•  I guess I just think (0+ / 0-)

        that CEOs and college presidents don't have enough experience with how government works to be effective governors.

        IMHO, Governor shouldn't be an entry-level political position; people should have to win elections at some lower level before becoming Governor.

        (-8.38, -4.72), CT-02 (home), ME-01 (college) "The needs of the many outweigh the needs of the few, or the one." -Spock

        by ProudNewEnglander on Mon Jan 20, 2014 at 03:38:04 PM PST

        [ Parent ]

        •  I suppose I was thinking more along the lines (2+ / 0-)
          Recommended by:
          Gygaxian, wadingo

          of what sort of positions seem very qualified in the eyes of voters. Obviously you or I might disagree with that, particularly on the military, but you still see plenty of such candidates run for high level positions as first timers.

          Notable examples in recent years, Richard Carmona for AZ-Sen, John Walsh for MT-Lt. Gov and now sen, Bill Enyart for IL-12, etc. etc.

          Which leads me to another category: career bureaucrats/administrators. Don Berwick is running for MA-Gov and has seemingly done fairly well thus far for a first time candidate.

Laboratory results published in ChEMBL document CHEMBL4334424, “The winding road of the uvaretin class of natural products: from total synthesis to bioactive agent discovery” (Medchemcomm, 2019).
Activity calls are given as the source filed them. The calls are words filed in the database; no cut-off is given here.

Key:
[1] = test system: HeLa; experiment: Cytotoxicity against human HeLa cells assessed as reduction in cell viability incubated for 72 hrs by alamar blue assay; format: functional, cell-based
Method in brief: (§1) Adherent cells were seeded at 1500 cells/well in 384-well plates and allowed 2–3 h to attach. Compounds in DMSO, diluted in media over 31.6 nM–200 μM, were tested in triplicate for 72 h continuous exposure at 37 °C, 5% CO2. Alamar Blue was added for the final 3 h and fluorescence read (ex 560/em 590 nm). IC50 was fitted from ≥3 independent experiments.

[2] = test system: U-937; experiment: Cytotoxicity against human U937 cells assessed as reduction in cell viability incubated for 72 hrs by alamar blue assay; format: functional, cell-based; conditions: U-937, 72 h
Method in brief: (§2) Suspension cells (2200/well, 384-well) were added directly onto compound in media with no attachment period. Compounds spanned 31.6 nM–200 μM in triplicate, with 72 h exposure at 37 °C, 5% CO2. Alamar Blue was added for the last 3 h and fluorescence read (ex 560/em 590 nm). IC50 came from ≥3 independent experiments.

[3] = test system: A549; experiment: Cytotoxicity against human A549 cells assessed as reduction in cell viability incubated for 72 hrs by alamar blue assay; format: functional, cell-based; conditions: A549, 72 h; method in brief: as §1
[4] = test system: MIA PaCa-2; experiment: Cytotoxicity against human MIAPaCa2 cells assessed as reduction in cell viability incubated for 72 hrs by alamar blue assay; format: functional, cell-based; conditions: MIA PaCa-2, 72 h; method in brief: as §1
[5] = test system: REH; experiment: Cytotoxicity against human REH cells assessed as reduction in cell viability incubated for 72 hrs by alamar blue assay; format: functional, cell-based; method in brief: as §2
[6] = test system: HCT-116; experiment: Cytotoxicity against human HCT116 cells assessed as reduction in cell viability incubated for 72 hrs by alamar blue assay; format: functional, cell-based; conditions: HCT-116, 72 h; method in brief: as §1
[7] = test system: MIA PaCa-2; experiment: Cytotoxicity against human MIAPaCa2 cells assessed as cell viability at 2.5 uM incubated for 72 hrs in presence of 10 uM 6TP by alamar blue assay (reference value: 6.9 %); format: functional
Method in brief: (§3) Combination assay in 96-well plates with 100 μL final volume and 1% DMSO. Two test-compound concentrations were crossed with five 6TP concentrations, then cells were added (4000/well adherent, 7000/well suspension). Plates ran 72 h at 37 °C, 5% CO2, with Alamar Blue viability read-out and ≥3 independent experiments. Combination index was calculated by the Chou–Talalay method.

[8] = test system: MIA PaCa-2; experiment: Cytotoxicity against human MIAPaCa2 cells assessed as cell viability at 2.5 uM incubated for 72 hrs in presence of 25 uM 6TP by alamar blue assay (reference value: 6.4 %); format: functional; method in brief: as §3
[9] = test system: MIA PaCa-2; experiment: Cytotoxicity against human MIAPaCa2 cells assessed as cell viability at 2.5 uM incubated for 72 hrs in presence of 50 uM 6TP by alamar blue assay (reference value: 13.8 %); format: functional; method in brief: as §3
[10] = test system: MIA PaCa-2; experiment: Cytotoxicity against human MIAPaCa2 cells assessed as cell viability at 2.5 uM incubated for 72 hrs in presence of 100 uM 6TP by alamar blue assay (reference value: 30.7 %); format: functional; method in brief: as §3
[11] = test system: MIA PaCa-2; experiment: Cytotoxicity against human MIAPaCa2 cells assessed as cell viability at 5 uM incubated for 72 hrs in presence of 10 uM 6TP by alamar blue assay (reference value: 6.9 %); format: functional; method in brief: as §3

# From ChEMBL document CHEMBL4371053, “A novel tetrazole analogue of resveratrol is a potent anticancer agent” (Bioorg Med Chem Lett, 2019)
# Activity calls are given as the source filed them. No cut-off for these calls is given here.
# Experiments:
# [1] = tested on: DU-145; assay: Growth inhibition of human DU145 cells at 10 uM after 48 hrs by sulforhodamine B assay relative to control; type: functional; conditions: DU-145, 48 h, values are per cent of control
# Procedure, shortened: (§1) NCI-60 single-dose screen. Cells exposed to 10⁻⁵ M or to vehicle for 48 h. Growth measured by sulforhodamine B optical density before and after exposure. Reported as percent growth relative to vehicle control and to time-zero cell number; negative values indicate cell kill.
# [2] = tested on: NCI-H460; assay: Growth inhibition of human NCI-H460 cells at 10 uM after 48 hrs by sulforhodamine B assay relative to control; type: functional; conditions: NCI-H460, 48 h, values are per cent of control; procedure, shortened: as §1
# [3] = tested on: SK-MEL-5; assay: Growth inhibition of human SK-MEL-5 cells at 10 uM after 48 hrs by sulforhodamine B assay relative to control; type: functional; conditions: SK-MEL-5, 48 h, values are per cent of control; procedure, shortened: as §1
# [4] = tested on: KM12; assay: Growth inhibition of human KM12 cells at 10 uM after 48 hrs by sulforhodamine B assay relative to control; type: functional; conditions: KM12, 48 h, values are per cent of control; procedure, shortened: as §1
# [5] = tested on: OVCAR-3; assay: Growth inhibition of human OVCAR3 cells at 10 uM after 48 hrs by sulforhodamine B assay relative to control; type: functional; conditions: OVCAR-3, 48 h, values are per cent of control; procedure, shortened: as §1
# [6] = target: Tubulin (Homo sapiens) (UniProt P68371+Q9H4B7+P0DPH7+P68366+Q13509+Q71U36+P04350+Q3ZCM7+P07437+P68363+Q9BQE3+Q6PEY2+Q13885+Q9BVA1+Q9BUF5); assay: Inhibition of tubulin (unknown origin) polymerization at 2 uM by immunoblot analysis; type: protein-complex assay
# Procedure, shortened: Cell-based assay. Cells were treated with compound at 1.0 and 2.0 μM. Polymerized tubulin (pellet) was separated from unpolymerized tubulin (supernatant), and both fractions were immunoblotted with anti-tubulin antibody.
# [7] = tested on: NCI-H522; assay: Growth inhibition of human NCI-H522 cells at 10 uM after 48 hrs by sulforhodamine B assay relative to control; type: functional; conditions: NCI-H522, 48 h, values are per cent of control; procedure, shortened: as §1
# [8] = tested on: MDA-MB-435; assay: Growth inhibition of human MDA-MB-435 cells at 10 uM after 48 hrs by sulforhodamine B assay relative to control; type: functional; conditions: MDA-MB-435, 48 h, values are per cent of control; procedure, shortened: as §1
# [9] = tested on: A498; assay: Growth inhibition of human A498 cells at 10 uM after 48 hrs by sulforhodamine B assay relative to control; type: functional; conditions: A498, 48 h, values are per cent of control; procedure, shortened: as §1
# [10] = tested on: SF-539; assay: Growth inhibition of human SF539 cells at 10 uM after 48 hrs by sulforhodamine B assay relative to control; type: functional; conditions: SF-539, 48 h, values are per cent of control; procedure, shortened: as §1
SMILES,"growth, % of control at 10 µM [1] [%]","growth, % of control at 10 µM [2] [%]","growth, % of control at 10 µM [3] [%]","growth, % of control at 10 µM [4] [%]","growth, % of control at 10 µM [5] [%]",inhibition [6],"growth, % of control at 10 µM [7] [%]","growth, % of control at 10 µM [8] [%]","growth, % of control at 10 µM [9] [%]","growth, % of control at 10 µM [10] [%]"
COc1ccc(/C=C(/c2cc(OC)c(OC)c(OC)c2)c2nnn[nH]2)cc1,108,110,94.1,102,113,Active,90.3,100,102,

•  Would this category also include (1+ / 0-)
            Recommended by:
            calvinshobbes

            Katie McGinty in Pennsylvania?

            I agree that career bureaucrats/administrators could be good governors. However, since (in general) they hold relatively low-visibility positions before their runs, and they lack a geographic base, they would be unlikely to win primaries (I don't think either Berwick or McGinty will even get close to winning their primaries). So while they may be qualified to be Governor, it seems that they are less likely to actually become Governor than members of the other groups that I mentioned.